The 2014 Gartner MDM summit, which took place at the Venetian Hotel in Las Vegas on April 2-4, presented those in the data industry with an opportunity to learn about leading MDM technologies, use cases and trends. One such event was a presentation by Gene Alvarez of Gartner, which focused on the role of Big Data and CRM in eCommerce strategies. Gene’s talk highlighted a few key eCommerce trends as well as technological and strategic opportunities for the future of this industry.

First, the presentation kicked off with this prediction: “By 2017, due to internet-enabled price visibility, the digital customer experience will be the key differentiator of your organization.” At first glance, this concept is hardly new, as consumers have been shopping around for great deals for years now (thanks, Amazon!). However, two things did strike me about this prediction: the fact that the digital customer experience will be more differentiating than, say, the quality of the goods alone, and the fact that this is supposed to happen in just a few short years. But what is the ‘digital customer experience’ really? In a nutshell, the digital customer experience is a combination of what the vendor is displaying to the customer via digital channels, as well as how the customer is expected to intuitively interact with what has been displayed. According to Gene, retailers have begun adapting their strategies to more effectively address their consumers from two angles – by refining their data collection and analytics methodologies to more effectively identify who the customer is and what he wants (context awareness – more on this below), and by engaging with that customer via the channels through which he prefers to interact (consumerization – more on this below).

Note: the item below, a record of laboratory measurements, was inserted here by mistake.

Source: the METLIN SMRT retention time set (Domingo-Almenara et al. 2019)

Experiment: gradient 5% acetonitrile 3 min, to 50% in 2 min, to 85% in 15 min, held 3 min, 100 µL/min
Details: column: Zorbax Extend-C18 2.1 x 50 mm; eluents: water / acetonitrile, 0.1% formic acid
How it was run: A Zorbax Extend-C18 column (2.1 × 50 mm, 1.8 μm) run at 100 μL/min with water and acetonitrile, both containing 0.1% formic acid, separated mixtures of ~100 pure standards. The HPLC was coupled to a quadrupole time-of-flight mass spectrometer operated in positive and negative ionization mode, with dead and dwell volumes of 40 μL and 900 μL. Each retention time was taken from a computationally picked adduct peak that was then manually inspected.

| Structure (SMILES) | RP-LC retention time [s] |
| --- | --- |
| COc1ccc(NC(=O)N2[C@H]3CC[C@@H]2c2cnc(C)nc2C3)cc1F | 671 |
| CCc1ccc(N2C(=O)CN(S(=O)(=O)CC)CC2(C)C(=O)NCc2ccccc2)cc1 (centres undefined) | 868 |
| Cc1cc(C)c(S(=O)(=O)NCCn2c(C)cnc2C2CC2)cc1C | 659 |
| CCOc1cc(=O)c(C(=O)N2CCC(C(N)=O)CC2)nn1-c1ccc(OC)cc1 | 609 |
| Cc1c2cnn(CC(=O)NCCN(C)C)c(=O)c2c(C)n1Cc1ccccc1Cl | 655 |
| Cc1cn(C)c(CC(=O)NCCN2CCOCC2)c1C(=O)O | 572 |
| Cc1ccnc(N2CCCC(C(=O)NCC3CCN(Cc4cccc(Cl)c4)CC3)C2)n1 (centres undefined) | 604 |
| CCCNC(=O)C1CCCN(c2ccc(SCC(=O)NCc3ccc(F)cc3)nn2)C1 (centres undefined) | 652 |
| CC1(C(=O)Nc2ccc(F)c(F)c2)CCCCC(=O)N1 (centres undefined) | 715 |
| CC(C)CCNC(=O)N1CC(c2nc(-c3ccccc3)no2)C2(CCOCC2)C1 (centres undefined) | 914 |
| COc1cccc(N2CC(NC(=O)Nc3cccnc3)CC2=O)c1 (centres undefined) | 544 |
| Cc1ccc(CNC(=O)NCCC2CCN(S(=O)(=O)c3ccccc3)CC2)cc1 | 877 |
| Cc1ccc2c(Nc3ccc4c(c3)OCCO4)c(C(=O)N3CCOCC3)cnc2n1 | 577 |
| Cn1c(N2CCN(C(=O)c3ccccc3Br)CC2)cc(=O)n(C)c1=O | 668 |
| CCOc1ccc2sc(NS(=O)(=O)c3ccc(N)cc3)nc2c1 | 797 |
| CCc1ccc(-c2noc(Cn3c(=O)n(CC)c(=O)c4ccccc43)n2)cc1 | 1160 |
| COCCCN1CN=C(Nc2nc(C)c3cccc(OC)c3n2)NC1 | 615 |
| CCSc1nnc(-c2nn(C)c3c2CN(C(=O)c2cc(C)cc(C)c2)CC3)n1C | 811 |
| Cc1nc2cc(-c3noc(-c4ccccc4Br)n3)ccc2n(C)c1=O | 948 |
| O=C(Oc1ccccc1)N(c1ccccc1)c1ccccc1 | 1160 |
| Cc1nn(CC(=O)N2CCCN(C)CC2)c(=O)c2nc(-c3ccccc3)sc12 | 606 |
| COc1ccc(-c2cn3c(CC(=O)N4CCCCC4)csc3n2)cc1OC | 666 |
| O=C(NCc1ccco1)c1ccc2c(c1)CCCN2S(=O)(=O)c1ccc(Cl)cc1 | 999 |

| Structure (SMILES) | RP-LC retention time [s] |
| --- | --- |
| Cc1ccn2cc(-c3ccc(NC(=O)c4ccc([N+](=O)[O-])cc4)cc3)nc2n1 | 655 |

Second, Gene highlighted the evolution away from basic information to contextual awareness of the consumer. Data collection and analytics have evolved to the point where retailers can create a targeted and relevant digital customer experience. Specifically, over the years retailers have evolved through four key stages of understanding their customers:

  1. Engaging with them on a very basic level –name, address, email;
  2. Creating basic segmentations – age, gender, spend;
  3. Graduating to personalization – profiles, affinities, recommendations; and
  4. Arriving at the era of context-awareness

According to Gene, in the era of context awareness, retailers drive engagement and targeting strategies based on a customer’s location, intent, environment and community. But why have markets compelled companies to begin collecting, analyzing and acting on consumers’ actions in this way? This leads to the next insight from Gene’s talk…